Anyone who is breathing and maintaining operational body temperature has a bad day now and then. How we manage those bad day does matter, doesn’t it. And it matters especially when our children are watching, and, of course, they are always watching!
Against the Wall
I’m proud to be a member of the National Speakers Association. I remember a story about the great Cavett Robert, one of the key founders of NSA. He always preached doing your best, no matter what, and he always practiced his message.
I remember someone sharing a story about their first-hand observation of Cavett Robert during a speaking event. He was sick and running fever. It was shared that, before he was introduced, Cavett was resting his face against a plaster wall, just to catch a little coolness. He then went on to deliver his program, just as he had promised.
I said to myself, “I sure hope I don’t ever have to do that.”
Well, it happened to me just a few years ago. Perhaps you’ve had an experience something like this.
I was scheduled to train teachers at an education service center in Waco, Texas. I got to my destination, checked into the motel and grabbed a bite of dinner. I even went to bed early so I would be extra sharp for the next day.
About an hour or two into my sleep, I awoke to VIOLENT bouts of vomiting and diarrhea that went on all night: Food poisoning. (If my wife had been with me, she’d taken me to the hospital, for sure.)
A New Watermark
I tried to soothe myself by saying, “This is BAD, but I’ve experienced worse.” No way; this was a new watermark.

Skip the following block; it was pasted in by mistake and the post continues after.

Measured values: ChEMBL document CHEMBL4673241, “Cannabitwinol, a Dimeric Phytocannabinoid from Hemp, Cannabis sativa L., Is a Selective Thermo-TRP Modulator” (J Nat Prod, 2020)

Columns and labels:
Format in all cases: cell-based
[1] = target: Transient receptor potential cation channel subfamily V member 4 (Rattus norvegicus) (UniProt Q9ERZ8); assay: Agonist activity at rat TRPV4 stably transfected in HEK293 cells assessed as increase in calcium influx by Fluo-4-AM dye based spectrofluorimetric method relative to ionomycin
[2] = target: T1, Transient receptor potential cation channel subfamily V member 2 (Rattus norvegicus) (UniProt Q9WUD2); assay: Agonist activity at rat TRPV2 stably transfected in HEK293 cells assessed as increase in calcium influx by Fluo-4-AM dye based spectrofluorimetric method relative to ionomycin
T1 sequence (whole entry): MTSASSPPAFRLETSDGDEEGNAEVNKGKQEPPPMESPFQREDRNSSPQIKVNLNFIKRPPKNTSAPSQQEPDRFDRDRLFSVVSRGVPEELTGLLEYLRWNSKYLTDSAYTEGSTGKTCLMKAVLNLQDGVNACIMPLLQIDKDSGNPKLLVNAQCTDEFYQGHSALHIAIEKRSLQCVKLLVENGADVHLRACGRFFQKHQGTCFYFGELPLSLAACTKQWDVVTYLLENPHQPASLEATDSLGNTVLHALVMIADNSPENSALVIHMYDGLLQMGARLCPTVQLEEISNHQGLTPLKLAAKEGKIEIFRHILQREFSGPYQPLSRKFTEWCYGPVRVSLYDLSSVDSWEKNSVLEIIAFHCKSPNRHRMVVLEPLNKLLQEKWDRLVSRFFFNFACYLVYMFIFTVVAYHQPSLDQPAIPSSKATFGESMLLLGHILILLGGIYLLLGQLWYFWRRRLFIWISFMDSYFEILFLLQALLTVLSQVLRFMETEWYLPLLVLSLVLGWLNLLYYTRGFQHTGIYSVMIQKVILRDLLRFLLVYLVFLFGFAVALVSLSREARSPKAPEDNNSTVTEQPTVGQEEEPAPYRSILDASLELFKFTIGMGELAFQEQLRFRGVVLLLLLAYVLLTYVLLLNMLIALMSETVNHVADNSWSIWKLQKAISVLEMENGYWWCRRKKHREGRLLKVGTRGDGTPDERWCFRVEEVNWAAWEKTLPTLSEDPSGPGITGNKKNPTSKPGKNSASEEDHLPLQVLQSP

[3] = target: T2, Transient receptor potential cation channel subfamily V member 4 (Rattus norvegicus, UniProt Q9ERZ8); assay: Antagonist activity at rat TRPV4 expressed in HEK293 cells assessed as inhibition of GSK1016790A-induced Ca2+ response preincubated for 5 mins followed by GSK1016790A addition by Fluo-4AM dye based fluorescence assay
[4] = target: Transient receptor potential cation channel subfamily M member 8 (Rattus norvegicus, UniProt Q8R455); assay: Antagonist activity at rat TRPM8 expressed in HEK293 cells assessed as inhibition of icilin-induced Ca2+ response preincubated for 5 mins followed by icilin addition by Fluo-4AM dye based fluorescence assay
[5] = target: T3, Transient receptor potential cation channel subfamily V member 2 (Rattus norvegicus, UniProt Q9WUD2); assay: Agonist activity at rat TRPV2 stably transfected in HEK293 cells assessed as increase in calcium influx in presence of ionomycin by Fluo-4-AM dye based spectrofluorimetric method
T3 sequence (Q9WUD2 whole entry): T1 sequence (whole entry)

Fortunately, it all tapered off about 6:00a.m., so I decided to regroup and give it a shot. I was so weak and dehydrated, it took me forever to shave and dress. Fortunately, it took me about 40 minutes to drive to where the client was, which gave me a chance to chug a 32-ounce bottle of Gatorade. That allowed me to walk into the facility without looking like a drunken man. But I was so weak and sleep-deprived, I could hardly stand.
I leveled with my client, Gwen, and we decided to give it a shot. They brought in a stool for me (a God-send). It was a rocky start, but you know the rest. As they got into my presentation, I was able to feed off their energy. They helped pull me through, and we all made a good day of it.
Like a good pitcher in a slump, we don’t always have our best stuff. But if we keep pitching and stay in the game, things will change.
Most importantly, don’t ever forget precious eyes are watching us.
A nationally recognized child and adolescent psychologist and speaker, Dr. James Sutton is the author of The Changing Behavior Book: A Fresh Approach to the Difficult Child. He is the founder and host of The Changing Behavior Network, a popular internet radio program supporting young people and their families, and every month he publishes The Changing Behavior Digest, offering tips on managing difficult children and teens. Both resources (and others) are available at no cost through his website, http://www.DocSpeak.com.